Secret Medicines from Your Garden
A weed is a plant whose uses have yet to be appreciated.
Plants have been used as medicine and in healing solutions for as long as we’ve inhabited the earth. Everything from their roots, bark, seeds, leaves, berries, and flowers have a medicinal purpose. Pioneers and herbalist from long ago used the doctrine of signatures and their instinct to discern the benefits of wild and domestic plants and verbally passed on this information for future use. Today these sacred and ancient remedies, as well as new insights and resources are available for those seeking knowledge. My newest book, Secret Medicines from Your Garden, Plants for Healing, Spirituality & Magic, is a comprehensive guide to connecting and working with the beloved plants that grace our earth.
A Wildcrafting Primer
Exploring Invisible Dimensions of the Plant World
Enjoying Nature’s Bounty
There’s more to plants than just their medicinal value. Plants have specific energetic characteristics, signatures, wisdom, and a spirit that can profoundly affect our bodies, and that is what this book is all about. The author shares remedies, folklore, and traditions that take us through the seasons and many cultures including Native American, Celtic, and Egyptian.
The first section walks you through the signatures of plants that catalogs the language of plants. This system was originally developed for those who did not have access to printed herbal resources. It includes the plant’s habitat, whether the plant goes alone or in a group, its stems and roots, leaf shape and texture, smell, taste, color, growing season and more.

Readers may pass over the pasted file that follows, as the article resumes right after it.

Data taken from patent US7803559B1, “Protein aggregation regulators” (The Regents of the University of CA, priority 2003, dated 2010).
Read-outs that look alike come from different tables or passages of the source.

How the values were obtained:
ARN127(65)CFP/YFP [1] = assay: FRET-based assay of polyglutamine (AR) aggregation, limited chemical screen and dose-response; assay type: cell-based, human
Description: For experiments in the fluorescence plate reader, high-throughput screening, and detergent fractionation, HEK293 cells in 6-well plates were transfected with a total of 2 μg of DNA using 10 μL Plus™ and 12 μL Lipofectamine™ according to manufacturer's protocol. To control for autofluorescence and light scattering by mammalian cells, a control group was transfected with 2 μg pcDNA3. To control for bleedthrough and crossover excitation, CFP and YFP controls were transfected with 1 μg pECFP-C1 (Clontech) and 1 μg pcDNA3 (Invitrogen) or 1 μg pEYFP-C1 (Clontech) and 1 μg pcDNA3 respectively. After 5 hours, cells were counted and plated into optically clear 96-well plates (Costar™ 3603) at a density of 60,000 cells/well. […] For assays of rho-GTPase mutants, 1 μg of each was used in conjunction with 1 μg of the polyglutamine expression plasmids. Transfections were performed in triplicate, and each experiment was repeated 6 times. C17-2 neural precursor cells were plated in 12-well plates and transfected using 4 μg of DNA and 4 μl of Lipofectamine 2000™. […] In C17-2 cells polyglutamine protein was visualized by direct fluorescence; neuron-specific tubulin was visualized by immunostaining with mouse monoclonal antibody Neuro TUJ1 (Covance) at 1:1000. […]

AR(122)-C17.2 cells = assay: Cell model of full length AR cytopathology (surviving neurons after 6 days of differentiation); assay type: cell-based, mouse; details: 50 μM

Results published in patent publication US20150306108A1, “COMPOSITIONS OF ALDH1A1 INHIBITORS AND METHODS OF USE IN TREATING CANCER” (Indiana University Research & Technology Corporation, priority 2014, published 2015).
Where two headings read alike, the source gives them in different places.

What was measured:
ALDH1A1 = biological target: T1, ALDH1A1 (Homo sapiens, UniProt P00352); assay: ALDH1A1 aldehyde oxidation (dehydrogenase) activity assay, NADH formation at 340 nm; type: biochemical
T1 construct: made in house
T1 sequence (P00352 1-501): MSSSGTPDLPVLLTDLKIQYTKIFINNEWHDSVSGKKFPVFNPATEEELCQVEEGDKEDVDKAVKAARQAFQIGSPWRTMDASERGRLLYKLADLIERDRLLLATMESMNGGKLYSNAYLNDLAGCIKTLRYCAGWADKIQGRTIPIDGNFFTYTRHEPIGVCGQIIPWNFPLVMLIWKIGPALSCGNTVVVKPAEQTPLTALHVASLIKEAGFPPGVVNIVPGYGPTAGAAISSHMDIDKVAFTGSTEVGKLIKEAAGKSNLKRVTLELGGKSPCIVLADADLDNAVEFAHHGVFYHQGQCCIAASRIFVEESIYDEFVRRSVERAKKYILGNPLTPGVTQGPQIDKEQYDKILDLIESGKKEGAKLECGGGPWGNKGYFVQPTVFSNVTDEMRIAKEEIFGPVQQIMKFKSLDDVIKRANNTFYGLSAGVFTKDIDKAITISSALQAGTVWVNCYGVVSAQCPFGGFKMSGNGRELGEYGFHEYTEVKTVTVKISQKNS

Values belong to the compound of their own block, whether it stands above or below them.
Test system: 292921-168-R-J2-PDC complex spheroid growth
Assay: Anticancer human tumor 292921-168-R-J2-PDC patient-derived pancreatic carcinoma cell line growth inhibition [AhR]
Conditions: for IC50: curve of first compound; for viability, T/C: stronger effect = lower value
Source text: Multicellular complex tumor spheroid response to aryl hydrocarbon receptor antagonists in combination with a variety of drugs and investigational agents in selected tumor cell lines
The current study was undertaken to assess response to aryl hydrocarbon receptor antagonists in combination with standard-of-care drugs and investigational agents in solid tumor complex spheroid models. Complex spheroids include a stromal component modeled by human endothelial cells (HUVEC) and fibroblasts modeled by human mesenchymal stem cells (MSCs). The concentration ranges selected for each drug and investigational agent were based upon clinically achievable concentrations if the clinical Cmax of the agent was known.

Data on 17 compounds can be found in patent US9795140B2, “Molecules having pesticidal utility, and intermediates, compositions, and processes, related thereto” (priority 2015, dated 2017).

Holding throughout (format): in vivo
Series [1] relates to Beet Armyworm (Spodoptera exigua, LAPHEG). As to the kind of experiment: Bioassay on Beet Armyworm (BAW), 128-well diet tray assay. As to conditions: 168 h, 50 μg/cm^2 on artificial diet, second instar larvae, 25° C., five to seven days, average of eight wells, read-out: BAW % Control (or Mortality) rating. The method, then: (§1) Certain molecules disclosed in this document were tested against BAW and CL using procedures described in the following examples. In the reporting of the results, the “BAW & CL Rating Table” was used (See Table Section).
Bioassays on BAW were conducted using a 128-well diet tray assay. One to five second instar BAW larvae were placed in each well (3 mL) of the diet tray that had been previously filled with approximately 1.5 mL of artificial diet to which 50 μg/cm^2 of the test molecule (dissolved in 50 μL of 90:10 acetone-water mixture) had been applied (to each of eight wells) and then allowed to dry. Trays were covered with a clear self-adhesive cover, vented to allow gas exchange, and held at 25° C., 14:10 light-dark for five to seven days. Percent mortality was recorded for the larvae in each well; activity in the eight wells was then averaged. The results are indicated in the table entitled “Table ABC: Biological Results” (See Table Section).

The second part talks about the invisible dimensions of the plant world. There is a chapter on animal spirit medicine which is an Ojibwa tradition which was another way of classifying plants and passing down the information. For example snake medicine; it’s a herb that’s going to go into your body and purge poisons. Echinacea is a good example of this. A bear medicine would be more aligned with the stomach, and the digestive tract and the Osha root would fit this category.
The third section shares some basic kitchen medicine which everyone should know. The book continues with the health benefits and magical lore of bee medicine; honey. It also talks about hedgerows, conifers, and trees for healing. There are lots of colorful images that show what the plants look like including their flowers, buds, seeds, nuts, stems, leaves, and root systems.
The last section is putting your skills to work and making some herbal formulas from tinctures to poultices. You’ll be introduced to the ‘triangle system’, an eighteen-part formula system, which is used for deeper, longer-lasting complaints or for long-term constitutional prescribing. Included are recipes throughout so you can make medicines from wild and domesticated plants easily found in yards, forests, meadows, and hedgerows, and you’ll learn what to plant to ensure you have leaves, berries, and flowers all year. Chapter Seventeen has an extensive chart that shows which plants will improve the function of our organs and systems. Some examples are to use black walnut as a bone builder, or devil’s claw as a joint cleanser, or amaranth as a throat tonic.
Secret Medicines from Your Garden is a treasure trove of plant knowledge. It’s a valuable resource for those who want to learn about how to use Mother Nature’s plants in their daily lives to rebuild, rejuvenate and reform your health.
Disclaimer: I received a complimentary product to facilitate a review. All opinions are my own, yours may differ.